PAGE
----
For some weeks now Nelson Mandela’s failing health has been a major news item. For a country so loosely connected to the nation of South Africa and the apartheid regime, this surprises me. Of course, Nelson Mandela is something of an international icon. An impassioned political activist with the African National Congress (ANC), he initially fought peacefully against the racist policies of the South African Government, and only later turned to sabotage and guerrilla tactics to bring down the apartheid regime. He was sentenced to life in prison for political offences, and was imprisoned for a total of 27 years, the majority of these spent on Robben Island. Released in 1990 he returned to his role as a political activist, working as the president of the ANC to remove apartheid and forge the first multiracial government in South Africa. He was awarded the Nobel Peace Prize in 1993 for his work in dismantling apartheid. He was South Africa’s first black president from 1994-1999, elected by the people, in a democratic election. He is a remarkable man by any account.
It is not strange to me that a nation and a world should mourn the impending loss of this great man. It is not unexpected that his family and friends should wish his health to improve. It does not baffle me that some worry about what will happen when this beacon of hope and change eventually passes away. But as I watched the news tonight I was perplexed to hear the President of South Africa say that they expect his health to improve and hope to see him out of hospital soon.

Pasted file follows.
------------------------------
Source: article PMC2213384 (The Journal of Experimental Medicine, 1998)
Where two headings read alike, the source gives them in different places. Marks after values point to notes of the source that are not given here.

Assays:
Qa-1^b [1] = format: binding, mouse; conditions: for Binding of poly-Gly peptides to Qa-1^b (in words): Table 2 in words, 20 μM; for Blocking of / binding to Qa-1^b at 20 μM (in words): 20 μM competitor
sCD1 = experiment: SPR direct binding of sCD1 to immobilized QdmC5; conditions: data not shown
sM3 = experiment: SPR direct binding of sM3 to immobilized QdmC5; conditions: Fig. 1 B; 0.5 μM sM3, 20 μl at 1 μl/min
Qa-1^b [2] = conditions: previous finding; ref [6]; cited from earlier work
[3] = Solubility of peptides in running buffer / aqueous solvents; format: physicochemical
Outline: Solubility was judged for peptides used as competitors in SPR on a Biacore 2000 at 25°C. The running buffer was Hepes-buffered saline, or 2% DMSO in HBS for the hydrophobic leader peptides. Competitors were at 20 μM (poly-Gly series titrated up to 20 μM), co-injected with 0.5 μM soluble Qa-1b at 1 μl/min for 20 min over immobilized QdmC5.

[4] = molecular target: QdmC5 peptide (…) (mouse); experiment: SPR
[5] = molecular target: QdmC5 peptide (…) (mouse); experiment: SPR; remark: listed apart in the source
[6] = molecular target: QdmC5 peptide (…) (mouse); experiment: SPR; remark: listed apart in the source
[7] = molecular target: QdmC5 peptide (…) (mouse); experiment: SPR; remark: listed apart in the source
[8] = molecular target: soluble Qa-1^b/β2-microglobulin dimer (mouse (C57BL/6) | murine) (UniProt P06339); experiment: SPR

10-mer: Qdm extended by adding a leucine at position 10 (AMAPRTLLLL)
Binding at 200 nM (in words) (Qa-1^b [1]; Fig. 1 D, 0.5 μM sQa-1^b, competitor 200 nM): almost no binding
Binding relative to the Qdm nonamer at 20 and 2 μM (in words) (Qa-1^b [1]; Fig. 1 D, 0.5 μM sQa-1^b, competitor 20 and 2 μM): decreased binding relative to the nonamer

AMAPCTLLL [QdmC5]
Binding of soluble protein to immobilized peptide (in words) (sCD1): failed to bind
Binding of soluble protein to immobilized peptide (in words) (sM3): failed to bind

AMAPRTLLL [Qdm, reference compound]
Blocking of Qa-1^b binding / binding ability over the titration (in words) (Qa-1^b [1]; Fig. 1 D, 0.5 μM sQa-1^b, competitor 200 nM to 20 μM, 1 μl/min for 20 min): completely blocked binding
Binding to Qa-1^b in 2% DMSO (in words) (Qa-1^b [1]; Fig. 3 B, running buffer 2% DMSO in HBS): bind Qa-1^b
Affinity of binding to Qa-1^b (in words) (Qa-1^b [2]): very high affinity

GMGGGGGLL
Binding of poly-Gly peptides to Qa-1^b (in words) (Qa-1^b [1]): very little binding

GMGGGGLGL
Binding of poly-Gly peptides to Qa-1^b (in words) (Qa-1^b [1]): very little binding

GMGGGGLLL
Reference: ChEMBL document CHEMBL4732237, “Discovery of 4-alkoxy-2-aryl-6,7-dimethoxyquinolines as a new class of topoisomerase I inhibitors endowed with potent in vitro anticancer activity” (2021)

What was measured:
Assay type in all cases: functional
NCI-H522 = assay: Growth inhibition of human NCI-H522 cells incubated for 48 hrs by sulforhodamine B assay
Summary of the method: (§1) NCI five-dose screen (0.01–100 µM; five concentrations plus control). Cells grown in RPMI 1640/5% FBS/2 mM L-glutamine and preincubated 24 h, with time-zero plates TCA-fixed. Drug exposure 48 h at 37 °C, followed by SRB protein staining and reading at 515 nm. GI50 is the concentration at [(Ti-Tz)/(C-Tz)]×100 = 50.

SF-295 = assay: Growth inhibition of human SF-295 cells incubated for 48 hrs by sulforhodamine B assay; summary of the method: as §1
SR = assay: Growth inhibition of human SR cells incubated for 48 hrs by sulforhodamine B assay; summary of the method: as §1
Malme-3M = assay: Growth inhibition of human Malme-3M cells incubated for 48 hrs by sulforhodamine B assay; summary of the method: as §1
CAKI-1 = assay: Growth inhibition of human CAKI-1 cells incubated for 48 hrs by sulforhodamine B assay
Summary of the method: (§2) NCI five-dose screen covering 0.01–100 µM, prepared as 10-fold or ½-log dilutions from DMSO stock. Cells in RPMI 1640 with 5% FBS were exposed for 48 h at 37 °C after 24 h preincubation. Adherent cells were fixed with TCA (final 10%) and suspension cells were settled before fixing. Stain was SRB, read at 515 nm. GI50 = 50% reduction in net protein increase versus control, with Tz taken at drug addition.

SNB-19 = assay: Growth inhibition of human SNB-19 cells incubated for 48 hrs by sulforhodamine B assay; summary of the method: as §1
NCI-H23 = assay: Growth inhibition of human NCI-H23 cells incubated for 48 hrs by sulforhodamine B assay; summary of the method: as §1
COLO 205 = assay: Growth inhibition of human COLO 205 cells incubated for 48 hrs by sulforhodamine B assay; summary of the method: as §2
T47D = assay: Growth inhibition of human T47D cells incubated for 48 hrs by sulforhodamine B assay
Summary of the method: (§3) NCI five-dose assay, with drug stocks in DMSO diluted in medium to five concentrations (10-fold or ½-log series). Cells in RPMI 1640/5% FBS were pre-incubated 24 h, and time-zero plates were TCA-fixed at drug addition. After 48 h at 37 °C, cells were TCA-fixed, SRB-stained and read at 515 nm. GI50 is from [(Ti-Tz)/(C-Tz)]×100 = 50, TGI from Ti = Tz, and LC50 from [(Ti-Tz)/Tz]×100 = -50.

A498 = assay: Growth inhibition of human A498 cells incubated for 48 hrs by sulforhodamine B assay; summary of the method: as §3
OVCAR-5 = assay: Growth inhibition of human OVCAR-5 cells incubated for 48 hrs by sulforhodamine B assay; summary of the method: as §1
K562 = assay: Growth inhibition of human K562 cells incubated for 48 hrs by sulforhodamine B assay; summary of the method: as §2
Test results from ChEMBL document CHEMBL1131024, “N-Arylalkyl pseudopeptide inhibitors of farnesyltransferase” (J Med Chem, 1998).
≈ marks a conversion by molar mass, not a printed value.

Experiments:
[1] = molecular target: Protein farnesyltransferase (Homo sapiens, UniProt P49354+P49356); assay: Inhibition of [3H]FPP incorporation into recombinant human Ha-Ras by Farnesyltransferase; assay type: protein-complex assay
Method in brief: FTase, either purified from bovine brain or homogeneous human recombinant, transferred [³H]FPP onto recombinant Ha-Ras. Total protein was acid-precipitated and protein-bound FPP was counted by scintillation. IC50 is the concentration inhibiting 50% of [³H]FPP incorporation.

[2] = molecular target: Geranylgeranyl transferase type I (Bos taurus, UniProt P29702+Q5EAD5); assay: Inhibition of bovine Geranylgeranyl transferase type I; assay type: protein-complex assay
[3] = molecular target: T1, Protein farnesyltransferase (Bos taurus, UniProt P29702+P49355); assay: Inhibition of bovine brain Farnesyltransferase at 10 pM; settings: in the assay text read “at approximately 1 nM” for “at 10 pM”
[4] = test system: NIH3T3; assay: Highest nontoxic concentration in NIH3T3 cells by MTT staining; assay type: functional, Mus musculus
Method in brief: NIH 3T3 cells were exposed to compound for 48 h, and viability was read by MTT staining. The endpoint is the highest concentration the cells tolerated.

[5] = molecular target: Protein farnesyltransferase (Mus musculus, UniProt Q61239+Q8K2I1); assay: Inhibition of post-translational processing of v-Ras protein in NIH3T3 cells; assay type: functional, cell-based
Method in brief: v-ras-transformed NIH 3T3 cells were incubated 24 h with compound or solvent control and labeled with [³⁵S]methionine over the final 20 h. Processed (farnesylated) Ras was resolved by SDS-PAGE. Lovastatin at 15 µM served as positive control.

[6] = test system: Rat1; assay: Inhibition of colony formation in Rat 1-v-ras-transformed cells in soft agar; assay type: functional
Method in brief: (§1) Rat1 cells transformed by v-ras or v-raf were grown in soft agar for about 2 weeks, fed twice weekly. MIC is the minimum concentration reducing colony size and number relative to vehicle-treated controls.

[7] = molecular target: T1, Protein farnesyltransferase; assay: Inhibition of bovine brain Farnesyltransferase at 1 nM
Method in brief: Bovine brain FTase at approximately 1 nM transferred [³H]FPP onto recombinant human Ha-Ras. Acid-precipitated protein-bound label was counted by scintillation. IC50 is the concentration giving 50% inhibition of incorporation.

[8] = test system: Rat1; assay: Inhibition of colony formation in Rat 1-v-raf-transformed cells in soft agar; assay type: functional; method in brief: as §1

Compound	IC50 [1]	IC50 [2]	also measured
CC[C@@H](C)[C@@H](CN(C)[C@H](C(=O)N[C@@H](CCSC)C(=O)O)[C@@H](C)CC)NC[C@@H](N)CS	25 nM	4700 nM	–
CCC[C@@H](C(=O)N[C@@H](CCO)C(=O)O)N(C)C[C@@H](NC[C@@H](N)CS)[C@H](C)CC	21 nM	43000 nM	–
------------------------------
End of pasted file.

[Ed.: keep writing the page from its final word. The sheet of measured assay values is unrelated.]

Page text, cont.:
This man, seen as the saviour of his nation, is on the edge of death. Why is this such a confronting truth? He is 94 years old. Even if his health does improve and he gets to go home, he is going to die at some point. And what will happen when this saviour dies? A wave of helplessness and hopelessness will be cast over the population.
Is there any hope for South Africa?
Gladly, yes. Nelson Mandela, great as he was, was not actually the saviour of South Africa. That job rests in the very capable hands of The Lord Jesus Christ. He is the Saviour who died, but more than that, who rose again, who defeated death so that our hope may rest in he who lives beyond the grave. He is the one who, through people like Nelson Mandela, dismantled apartheid in South Africa. He is the one who having died, shall never die again. He is the one in whom we can put our hope, for he says,
I am the resurrection and the life. Whoever believes in me,though he die, yet shall he live, and everyone who lives and believes in me shall never die. Do you believe this? (John 11:25-26).